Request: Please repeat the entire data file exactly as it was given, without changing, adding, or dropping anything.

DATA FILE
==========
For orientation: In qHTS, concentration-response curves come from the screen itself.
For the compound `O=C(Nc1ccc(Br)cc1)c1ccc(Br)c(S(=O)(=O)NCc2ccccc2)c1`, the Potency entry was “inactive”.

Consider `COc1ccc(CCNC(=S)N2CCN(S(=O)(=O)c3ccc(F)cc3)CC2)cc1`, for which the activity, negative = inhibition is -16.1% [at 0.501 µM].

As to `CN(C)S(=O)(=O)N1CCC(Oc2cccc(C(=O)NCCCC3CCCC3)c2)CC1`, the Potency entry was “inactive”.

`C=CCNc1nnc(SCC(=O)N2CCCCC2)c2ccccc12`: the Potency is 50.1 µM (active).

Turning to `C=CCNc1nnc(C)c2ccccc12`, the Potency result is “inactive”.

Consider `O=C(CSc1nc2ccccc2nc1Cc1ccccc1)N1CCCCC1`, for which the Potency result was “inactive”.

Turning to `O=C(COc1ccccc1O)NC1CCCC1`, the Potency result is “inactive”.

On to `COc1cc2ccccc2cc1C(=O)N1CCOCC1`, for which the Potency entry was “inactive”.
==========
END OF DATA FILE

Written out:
For orientation: In qHTS, concentration-response curves come from the screen itself.
For the compound `O=C(Nc1ccc(Br)cc1)c1ccc(Br)c(S(=O)(=O)NCc2ccccc2)c1`, the Potency entry was “inactive”.

Consider `COc1ccc(CCNC(=S)N2CCN(S(=O)(=O)c3ccc(F)cc3)CC2)cc1`, for which the activity, negative = inhibition is -16.1% [at 0.501 µM].

As to `CN(C)S(=O)(=O)N1CCC(Oc2cccc(C(=O)NCCCC3CCCC3)c2)CC1`, the Potency entry was “inactive”.

`C=CCNc1nnc(SCC(=O)N2CCCCC2)c2ccccc12`: the Potency is 50.1 µM (active).

Turning to `C=CCNc1nnc(C)c2ccccc12`, the Potency result is “inactive”.

Consider `O=C(CSc1nc2ccccc2nc1Cc1ccccc1)N1CCCCC1`, for which the Potency result was “inactive”.

Turning to `O=C(COc1ccccc1O)NC1CCCC1`, the Potency result is “inactive”.

On to `COc1cc2ccccc2cc1C(=O)N1CCOCC1`, for which the Potency entry was “inactive”.